Review: Age, Love, and Understanding by Evan Gilbert

age, love, and understandingRating: 4.75 stars
Buy Links: 
 Amazon | All Romance
Length: Novel


Sometimes a book just does it for you. I picked up Age, Love, and Understanding with zero expectations. I’d never heard of the author, and the description sounded good, but not extraordinary. And I loved it. It hit all of my buttons: two smart, good-looking men; an age-difference story with a bit of a Daddy kink; and a powerful love that is able to overcome all obstacles.

Aaron Bancroft is reinventing himself. He’s 58 years old, a gay rights attorney turned law professor, and back on the market after breaking up with his lover of 23 years. When his relationship went south, he focused his energy on getting in shape, and he has no problems turning heads when he enters a gay bar one evening.

Rafael Gomez is looking for an older man, and he’s immediately attracted to Aaron. His “papi” needs a bit of persuading, but eventually takes him home for a night he’ll never forget. Rafe wants more than just one night, but Aaron is wary of the age difference (Rafe is 25). Aaron hesitantly invites Rafe to run with him the next day, and he finds they have more things in common than a sexual compatibility. Rafe mentions his brother Julio, who has been battling cancer and an insurance company that refuses to pay his charges. Before Aaron realizes what he’s doing, he’s volunteered to help Julio pro bono, and, at the same time, made Rafe a more permanent fixture in his life.

As the two men grow closer, Aaron has to decide if he’s willing to be in a relationship with someone who’s in the closet and who, because of the strong beliefs of his Latino family, is terrified of being found out. Aaron begins to realize that this thing with Rafe isn’t just a fling, but he’s quite certain he’s not about to go back into the closet at 58 years old. It may be a deal-breaker for Rafe, who can’t imagine being able to be out and open to his family.

The main characters, Aaron and Rafe, are the strongest element in this novel. There was something fascinating and compelling about Aaron, who was in a stable, happy relationship for 23 years and then, one day, is single again. There was nothing monumental that made that relationship implode. They simply grew apart, and the content yet complacent relationship is an interesting contrast to the explosive chemistry and growing love he feels for Rafael.

Rafe, this handsome, confident Latino boy, is an adorable treasure. He is undeterred by Aaron’s initial rejections, and chases and woos him until Aaron can’t remember why he’s been so resistant in the first place. He has a passionate and caring heart, and wants to make a difference in the world. His familiar ties are strong, and the love and commitment he has to his brother is touching. Even when this backfires on him, he still has a protectiveness and loyalty that is admirable. When he turns this passion for life on Aaron, it’s exciting to see the older man open up his heart to new experiences and new feelings, even though he thinks he’s way too old to be so intensely involved with this hot young thing.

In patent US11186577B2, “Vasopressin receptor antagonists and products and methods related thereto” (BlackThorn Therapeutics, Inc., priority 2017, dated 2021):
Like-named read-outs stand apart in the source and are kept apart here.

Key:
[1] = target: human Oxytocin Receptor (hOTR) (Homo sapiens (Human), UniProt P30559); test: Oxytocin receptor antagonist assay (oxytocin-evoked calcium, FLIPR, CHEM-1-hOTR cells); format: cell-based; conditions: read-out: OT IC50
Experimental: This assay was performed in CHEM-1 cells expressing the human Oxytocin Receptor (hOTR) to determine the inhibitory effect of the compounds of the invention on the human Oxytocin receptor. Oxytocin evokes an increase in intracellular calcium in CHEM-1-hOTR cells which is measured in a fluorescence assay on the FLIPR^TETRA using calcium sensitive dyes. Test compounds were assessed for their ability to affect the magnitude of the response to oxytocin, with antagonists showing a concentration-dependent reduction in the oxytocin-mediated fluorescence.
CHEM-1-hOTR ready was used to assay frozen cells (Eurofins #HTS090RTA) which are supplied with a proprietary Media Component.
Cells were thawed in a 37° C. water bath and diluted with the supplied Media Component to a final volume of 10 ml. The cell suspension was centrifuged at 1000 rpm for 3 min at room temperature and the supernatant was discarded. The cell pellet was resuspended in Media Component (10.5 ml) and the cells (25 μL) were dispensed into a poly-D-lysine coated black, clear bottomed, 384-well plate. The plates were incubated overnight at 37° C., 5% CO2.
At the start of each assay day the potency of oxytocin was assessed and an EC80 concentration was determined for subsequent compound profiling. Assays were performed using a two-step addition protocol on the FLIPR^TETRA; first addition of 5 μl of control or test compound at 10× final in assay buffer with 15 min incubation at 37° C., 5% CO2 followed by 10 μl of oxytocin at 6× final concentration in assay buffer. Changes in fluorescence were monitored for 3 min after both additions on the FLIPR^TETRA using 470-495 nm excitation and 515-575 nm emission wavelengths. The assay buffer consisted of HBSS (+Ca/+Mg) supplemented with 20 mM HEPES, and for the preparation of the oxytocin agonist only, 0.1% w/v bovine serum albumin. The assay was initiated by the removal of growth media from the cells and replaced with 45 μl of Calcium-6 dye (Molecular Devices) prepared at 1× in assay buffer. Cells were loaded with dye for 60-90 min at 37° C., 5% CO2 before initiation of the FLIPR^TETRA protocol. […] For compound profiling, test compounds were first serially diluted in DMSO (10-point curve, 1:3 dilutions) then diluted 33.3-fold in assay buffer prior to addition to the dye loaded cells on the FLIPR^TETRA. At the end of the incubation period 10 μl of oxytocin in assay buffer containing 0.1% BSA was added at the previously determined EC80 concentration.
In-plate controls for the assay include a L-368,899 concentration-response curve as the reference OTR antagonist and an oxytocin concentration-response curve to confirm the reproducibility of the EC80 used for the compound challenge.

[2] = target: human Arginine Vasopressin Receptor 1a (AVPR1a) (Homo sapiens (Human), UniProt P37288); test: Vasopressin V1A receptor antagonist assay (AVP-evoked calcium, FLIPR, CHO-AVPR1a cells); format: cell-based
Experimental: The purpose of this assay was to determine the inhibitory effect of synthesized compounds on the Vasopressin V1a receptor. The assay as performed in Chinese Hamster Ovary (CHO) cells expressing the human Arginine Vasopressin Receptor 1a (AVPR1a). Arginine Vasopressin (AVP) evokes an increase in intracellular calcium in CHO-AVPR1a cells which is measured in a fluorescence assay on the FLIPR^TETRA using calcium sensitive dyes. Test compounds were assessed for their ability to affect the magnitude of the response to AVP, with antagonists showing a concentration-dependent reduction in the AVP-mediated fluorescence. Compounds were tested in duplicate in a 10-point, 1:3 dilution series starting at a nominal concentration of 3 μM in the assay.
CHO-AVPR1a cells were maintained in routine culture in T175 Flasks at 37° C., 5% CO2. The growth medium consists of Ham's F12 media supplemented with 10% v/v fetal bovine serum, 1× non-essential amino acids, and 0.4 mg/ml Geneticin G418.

And the kink. Oh, the kink. It’s mild, but it’s hot. The age-difference between these two is about as big of a span as possible (33 years!), but the Papi/boy aspect of their relationship is explosive. Rafe has two loving parents and insists he doesn’t have a daddy kink, and in a way, it doesn’t truly come off as such. It’s just a younger man madly attracted to an older man, who can have him wrapped around his finger with a sweet utterance of “Papi.” There’s also a mild BDSM/role-playing scene that isn’t what it seems, and that I found extremely surprising and sexy.

The writing here is top-notch. Because the book is so short, there are no wasted words. Everything about it felt real, including a hesitant older man skeptical about being involved in a relationship with someone so much younger. And the final climactic scene was gut-wrenching in its honest brutality. It was highly emotional, while at the same time lacking in dramatics. It was a sadly realistic depiction of many people’s views on homosexuality and portrayed the devastating effects it can have on the victims of such close-mindedness. It really killed me. But luckily, there was a HEA to make it all better.

I wish this book was longer. I felt it was concise and just short of being the perfect length, but the end felt clipped to me and I would’ve liked just a few pages more of the future of this relationship. I loved the interaction between Rafe and Aaron so much, I wanted to see more of them together, especially once they’d settled all of their issues.

This was one of those books that, after I finished reading, I immediately started searching for other books by the author. Evan Gilbert was a new to me author and I’m so happy I discovered him. I don’t know that this book will change your life, but it’s a little gem that I’m so happy to recommend.

Amy sig

Comments

  1. KindleRomance says:

    Excellent review!

  2. Deja Black says:

    Okay, I devoured your other read, Slow Heat. Going for this one next.

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